On Sunday, Oct. 15, the Colorado State University campus played host to an extraordinary gathering of Returned Peace Corps Volunteers (RPCVs), alumni, faculty and community members to mark the grand opening of the Peace Corps Tribute Garden.
The event, organized by CSU’s Office of International Programs, was a celebration of the visionary stalwart Rams who in 1961 conducted a robust feasibility study which would lay the foundation for what we now know as the Peace Corps.
The Tribute Garden, a serene and contemplative space nestled within the heart of campus, is a poignant reminder of this rich history. It is also a standing testament to the university’s ongoing dedication to promoting international cooperation and understanding.
RPCVs from across the country gathered at CSU to commemorate the occasion. The event included a lineup of distinguished speakers who shared their experiences and insights into the profound impact of the Peace Corps.
Notably, Peace Corps Chief of Operations and Administration Thomas Peng gave a short speech affirming national Peace Corps support for CSU’s role in its founding. Additionally, he encouraged everyone in the audience to consider becoming a volunteer and be part of the Serve Boldly campaign, which welcomes volunteers of all ages and expertise.
Vice Provost for International Affairs Kathleen Fairfax emphasized the university’s pride in the founding of the Peace Corps and the important role of service in CSU’s land-grant mission. “The Peace Corps Tribute Garden is a symbol of CSU’s strong connection to the history, values and future of the Peace Corps,” she remarked.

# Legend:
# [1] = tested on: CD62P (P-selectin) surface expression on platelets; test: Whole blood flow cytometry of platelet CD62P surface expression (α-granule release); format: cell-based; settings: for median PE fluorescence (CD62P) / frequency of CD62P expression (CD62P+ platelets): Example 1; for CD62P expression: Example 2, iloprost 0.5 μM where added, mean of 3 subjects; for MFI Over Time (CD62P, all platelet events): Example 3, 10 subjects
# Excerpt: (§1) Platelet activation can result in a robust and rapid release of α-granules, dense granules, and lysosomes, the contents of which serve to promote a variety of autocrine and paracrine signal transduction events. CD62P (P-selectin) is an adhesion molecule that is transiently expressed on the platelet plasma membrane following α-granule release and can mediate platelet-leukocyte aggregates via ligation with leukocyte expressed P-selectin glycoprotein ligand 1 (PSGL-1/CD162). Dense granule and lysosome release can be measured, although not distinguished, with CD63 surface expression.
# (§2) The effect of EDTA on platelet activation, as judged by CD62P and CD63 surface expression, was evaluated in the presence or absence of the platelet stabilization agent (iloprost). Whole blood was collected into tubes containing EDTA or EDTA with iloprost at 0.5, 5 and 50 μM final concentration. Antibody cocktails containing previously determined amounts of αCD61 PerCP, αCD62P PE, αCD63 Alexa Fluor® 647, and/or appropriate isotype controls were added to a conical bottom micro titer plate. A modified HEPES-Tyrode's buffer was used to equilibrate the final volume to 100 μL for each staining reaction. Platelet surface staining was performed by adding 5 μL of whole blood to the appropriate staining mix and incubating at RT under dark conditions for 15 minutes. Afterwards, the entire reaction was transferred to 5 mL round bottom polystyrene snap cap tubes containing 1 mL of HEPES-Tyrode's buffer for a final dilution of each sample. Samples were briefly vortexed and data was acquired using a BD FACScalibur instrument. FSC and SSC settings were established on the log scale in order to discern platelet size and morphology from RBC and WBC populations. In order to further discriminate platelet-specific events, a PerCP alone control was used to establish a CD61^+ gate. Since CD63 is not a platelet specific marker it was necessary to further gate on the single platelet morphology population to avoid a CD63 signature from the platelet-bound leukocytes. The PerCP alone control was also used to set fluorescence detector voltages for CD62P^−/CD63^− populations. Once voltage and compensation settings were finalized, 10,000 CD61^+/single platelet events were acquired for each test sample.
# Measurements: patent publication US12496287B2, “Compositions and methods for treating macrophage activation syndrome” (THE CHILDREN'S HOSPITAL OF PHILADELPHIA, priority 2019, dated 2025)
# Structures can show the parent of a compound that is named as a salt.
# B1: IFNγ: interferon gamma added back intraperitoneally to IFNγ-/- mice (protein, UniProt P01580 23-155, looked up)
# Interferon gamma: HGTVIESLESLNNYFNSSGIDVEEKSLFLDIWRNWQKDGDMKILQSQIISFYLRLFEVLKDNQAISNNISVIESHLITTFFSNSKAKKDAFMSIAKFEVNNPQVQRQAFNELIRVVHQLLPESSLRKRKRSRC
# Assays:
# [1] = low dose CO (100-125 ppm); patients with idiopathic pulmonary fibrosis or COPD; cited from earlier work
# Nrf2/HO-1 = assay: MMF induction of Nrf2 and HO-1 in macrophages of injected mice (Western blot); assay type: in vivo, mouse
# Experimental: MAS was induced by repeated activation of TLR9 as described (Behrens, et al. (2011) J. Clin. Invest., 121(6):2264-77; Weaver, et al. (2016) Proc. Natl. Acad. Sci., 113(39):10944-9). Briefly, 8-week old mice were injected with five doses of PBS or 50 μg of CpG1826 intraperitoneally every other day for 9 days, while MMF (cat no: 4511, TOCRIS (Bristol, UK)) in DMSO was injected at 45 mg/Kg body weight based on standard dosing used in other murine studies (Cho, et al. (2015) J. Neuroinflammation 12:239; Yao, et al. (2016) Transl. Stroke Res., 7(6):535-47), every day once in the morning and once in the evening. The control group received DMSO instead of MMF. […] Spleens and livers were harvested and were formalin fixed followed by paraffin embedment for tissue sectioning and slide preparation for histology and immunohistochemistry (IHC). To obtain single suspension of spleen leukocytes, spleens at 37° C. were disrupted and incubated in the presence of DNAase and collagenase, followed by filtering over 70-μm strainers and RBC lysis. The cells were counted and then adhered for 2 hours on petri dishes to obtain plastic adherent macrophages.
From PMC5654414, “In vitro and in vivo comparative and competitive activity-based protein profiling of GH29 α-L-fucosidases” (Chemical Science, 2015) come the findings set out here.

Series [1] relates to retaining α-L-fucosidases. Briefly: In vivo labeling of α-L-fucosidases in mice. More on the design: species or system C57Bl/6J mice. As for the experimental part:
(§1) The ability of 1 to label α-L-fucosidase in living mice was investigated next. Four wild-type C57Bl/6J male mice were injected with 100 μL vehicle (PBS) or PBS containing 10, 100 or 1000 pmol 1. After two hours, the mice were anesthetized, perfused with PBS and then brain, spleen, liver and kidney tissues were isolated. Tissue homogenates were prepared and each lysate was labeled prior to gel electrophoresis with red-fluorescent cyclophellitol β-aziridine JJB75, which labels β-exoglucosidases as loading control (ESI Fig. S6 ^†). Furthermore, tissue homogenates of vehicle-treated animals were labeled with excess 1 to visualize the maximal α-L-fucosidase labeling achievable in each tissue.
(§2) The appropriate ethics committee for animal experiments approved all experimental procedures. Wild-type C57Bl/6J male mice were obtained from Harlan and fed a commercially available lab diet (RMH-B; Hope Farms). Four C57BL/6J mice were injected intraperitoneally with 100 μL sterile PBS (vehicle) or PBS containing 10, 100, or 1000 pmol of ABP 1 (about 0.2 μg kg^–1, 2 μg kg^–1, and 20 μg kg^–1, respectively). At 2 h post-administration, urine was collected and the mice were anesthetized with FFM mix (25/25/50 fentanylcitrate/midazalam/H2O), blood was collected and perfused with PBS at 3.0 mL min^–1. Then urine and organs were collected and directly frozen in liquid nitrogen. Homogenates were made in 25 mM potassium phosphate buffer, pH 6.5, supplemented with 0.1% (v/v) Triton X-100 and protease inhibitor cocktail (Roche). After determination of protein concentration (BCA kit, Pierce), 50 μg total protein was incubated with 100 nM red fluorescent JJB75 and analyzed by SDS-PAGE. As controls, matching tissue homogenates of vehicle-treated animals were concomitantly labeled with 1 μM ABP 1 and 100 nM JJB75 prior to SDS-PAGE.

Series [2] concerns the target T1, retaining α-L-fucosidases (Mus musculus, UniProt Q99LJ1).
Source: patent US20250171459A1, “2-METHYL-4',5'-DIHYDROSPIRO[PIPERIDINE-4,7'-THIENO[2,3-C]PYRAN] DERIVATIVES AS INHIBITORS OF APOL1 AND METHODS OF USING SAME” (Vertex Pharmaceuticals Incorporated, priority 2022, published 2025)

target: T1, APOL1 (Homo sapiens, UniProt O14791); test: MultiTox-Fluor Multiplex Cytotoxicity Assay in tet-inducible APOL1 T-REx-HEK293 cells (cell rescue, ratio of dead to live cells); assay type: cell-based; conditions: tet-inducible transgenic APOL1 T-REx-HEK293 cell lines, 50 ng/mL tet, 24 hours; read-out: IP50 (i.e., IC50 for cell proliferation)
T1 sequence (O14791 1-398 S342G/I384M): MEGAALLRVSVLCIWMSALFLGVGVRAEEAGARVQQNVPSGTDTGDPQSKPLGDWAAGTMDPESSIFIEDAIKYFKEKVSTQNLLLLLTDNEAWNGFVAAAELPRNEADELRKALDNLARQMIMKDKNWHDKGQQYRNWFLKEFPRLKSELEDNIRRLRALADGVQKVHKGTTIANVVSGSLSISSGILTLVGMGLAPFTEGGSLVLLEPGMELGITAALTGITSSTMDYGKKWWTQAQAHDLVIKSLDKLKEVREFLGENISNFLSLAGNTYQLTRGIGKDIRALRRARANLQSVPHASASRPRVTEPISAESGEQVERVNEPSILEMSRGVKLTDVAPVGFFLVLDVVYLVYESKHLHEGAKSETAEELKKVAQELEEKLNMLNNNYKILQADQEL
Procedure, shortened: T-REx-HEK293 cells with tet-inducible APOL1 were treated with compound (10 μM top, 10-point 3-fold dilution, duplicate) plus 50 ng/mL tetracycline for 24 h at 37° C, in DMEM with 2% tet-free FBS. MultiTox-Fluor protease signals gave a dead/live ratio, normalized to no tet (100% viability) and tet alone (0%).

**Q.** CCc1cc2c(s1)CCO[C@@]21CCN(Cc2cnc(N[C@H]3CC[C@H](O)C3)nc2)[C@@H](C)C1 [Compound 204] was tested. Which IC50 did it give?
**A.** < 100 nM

Also invited to the stage were the family and friends of those legendary CSU Peace Corps titans who the group gathered to honor. Stories were shared of Civil and Environmental Engineering Professor Maury Albertson and Pauline Birky-Kreutzer, who co-wrote the feasibility study, as well as of John Roberts, whose initial gift and passion launched this garden project many months ago.
Overall, the celebration fostered connections and created a bridge between past, present and future Peace Corps volunteers. It was evident that the Peace Corps experience had left an indelible mark on the lives of those who had served and that its legacy continues to influence and inspire the northern Colorado communities many RPCVs call home.
The day concluded with a ribbon-cutting ceremony, officially inaugurating the Peace Corps Tribute Garden. Attendees explored the garden and engaged in conversations that transcended borders and cultures.
As the Peace Corps Tribute Garden opens to campus, all are welcome to stroll its circuitous path and contemplate the ideals of global service and understanding on which it was founded.
Learn more about CSU’s longstanding legacy with the Peace Corps at https://international.colostate.edu/peace-corps-legacy/.